It means a place without which we cannot start at all.

To say that matter is primary means that we can’t explain matter without
assuming its existence, and so it means that matter appearance cannot be
entirely phenomenological.

Let me see if I can summarize your theory without all the arguments for it
which, I think, motivate extraneous objections.

Premises:
1. The reason a brain produces consciousness (and non-brains don't) is that a
brain instantiates a certain class of computations.
2. The class of conscious computations can be instantiated differently and
still produce the same conscious thoughts.

More or less OK.

3. Arithmetic exists.

That has no meaning. Ll what is asked here is just if you are OK with axioms
like

What does it mean to be "OK with axioms"??  I'm OK with any axiom anyone
wants to reason about.

1) If x = y and x = z, then y = z
2) If x = y then xz = yz
3) If x = y then zx = zy
4) Kxy = x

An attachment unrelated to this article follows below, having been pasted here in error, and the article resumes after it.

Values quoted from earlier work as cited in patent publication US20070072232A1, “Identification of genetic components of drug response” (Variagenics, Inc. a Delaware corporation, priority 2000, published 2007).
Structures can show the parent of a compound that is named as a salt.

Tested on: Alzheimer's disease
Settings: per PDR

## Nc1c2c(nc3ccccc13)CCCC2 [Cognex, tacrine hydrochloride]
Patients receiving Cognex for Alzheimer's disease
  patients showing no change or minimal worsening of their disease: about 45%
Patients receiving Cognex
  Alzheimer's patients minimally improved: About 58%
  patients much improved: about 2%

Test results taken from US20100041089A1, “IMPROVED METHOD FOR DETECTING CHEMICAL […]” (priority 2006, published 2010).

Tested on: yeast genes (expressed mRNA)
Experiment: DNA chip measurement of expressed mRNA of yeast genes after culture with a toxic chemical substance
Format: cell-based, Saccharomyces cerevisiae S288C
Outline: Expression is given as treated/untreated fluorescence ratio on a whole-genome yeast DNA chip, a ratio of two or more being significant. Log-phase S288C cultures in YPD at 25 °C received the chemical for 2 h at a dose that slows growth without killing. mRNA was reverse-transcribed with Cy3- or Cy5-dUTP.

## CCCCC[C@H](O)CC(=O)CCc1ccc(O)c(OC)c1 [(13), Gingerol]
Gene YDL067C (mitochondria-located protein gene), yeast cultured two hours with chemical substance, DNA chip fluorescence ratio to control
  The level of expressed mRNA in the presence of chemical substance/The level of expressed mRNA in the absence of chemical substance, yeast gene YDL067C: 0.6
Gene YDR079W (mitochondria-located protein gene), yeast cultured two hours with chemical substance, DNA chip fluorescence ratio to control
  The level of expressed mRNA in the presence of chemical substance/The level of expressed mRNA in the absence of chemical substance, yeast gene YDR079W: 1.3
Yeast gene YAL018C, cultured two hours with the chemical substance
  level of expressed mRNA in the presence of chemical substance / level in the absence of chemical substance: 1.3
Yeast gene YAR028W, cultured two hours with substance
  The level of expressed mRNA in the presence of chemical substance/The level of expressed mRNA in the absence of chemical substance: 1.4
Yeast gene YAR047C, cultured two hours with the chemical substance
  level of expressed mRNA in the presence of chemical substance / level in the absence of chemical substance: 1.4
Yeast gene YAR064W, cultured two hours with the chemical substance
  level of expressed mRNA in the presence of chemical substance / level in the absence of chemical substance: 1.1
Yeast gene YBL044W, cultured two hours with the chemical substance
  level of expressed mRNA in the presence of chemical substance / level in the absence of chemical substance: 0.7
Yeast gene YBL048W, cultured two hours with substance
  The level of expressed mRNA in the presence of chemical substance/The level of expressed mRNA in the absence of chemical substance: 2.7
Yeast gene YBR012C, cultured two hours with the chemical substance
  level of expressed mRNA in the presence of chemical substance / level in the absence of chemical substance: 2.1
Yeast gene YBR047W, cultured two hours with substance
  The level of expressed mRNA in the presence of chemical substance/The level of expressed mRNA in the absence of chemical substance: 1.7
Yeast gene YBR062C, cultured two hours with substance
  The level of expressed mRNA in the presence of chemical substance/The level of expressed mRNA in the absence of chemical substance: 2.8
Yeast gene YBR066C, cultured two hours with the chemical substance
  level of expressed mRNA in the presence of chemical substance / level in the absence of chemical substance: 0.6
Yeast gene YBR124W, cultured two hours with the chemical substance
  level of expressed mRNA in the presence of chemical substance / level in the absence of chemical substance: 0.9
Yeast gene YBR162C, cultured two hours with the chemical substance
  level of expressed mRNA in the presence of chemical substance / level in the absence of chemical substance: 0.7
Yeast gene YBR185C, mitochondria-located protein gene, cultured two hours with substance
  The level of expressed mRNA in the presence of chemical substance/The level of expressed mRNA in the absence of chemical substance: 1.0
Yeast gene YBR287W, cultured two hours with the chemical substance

5) Sxyz = xz(yz)

Or like

Classical logic +
1) 0 ≠ s(x)
2) x ≠ y -> s(x) ≠ s(y)
3) x ≠ 0 -> Ey(x = s(y))
4) x+0 = x
5) x+s(y) = s(x+y)
6) x*0=0
7) x*s(y)=(x*y)+x

Conclusions:
4. Arithmetic instantiates all possible computations and this includes the
class of conscious computations.

No, that is not a conclusion here. That is a theorem in arithmetic.

Theorems are conclusions of logical inferences.

Yes, for the second part, as all computation are emulated in any reality
satisfying the axiom above, then with mechanism, that includes all conscious
experiences.

5. All possible consciousness exists in arithmetic.
6. All physical reality exists as an inference from conscious thought and there
is no other evidence for it.

You forget that the physical reality is a FIRST PERSON inference and that it has to take into account all
computations (notably below its substitution level) making physics into a measure problem, and the measure
one has to obey to at least one of []p & p, or []p & <>t, or []p & <>t & p,
with p computable (sigma_1). All three give quantum logics, so there is still some room for different